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					OP-ED: Celeb Handlers, Gate Guardians Do Disservice to
Their Clients, Need Crisis Communications Help
Thursday, June 2, 2011

by Rene A. Henry

SEATTLE, WA (Special to HNN) – Shakespeare wrote in Henry VI, “The first thing
we do, let’s kill all the lawyers." With a proliferation of crises involving entertainers and
sports stars I believe you can add agents and PR flacks to Shakespeare’s wish list.

The people who are paid to protect their clients and give them the best possible advice,
all too often are just not qualified to do so. I spent a significant part of my professional
career in both entertainment and sports and know that very few Hollywood lawyers,
agents and publicists are experienced in crisis management and communications. That’s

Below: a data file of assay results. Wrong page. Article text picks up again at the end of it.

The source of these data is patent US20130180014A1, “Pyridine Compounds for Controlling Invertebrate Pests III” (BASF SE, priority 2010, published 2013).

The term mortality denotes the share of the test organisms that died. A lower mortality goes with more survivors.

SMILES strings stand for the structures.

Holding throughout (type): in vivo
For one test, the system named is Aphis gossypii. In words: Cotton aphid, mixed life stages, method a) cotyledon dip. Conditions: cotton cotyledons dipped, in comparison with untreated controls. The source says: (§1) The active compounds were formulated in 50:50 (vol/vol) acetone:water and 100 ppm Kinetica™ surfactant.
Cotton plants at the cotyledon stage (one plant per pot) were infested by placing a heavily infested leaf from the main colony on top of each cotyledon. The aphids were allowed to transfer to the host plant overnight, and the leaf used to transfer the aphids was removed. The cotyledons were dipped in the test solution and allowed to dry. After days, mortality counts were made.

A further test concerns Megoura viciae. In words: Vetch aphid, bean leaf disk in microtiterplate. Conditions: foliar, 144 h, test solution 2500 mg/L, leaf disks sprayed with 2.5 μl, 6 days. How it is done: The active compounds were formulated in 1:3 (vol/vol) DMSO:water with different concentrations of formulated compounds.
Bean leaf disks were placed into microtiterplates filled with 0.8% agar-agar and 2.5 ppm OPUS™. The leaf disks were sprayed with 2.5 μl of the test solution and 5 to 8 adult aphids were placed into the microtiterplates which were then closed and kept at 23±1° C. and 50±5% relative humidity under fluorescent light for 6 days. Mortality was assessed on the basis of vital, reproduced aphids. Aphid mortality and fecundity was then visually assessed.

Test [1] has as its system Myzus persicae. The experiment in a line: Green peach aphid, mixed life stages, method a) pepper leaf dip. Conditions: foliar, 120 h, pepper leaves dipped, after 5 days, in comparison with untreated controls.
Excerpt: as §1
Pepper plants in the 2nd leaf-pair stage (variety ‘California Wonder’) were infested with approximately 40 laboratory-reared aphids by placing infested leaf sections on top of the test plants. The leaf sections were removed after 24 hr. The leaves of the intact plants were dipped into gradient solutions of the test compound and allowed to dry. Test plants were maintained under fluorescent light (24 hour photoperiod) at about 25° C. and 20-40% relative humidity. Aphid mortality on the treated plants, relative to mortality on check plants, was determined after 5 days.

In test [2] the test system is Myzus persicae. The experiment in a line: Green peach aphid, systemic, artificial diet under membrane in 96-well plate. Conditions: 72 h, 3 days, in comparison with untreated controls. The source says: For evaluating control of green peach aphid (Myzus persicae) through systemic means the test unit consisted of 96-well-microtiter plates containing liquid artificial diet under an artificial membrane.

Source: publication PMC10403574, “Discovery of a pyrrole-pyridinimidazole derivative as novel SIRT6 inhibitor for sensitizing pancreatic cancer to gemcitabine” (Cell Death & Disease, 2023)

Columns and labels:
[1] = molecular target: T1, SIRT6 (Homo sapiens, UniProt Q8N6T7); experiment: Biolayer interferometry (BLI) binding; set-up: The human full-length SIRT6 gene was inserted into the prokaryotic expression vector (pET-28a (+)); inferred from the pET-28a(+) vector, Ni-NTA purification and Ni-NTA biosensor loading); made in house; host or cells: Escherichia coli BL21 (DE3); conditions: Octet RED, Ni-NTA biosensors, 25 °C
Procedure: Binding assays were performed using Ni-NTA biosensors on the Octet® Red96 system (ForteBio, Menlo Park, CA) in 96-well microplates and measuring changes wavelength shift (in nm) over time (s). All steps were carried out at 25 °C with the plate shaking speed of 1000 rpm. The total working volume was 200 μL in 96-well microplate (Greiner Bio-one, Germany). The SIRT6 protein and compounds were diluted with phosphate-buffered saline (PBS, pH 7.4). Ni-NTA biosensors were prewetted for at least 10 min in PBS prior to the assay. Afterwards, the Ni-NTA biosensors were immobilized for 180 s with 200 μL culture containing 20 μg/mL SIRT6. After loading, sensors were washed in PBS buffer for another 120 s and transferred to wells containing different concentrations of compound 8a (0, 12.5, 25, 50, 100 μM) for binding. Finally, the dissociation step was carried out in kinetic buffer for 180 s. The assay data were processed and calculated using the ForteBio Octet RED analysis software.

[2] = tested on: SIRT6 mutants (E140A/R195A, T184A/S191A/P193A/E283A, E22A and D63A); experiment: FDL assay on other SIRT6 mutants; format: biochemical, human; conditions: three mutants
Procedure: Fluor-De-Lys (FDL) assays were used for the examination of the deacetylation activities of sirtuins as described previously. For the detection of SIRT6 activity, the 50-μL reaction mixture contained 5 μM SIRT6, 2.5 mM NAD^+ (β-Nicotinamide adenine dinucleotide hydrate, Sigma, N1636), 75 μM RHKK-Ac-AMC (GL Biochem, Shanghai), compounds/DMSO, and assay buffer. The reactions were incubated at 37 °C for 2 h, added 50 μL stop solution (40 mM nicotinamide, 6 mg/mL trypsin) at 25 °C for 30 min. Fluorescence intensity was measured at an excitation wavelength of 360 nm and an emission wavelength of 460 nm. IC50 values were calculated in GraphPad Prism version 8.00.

why when crises happen and exacerbate with one public relations faux pas after another,
things just get out completely of control – all at the expense of the client.

When celebrities get in trouble it is a magnet for the media. Even the least little incident
will be considered headline news by many media outlets. Most politicians fall into the
same crisis arena as celebrities.

High profile corporate executives, however, are generally better prepared by having on
staff highly capable public relations professionals with diverse experience in addition to
having outside PR counsel on retainer. But it only works if the executive listens to them
and not the lawyers.

When any client gets in trouble, lawyers almost always say “no comment” or ignore
returning media calls. Agents don’t have a clue what to do until they see a monthly
income statement and quickly realize how many endorsements and sponsorships their
client has lost. The client has double trouble when the agent also is a lawyer. Some
unethical agents have made a mess of college sports by violating NCAA rules and
causing sanctions to be imposed on schools. Perhaps Vince Lombardi had the right idea
when he refused to negotiate with agents and dealt directly with the players.

There once were many outstanding public relations professionals in the business who
knew exactly what to do. Regrettably, these have been replaced by newbies and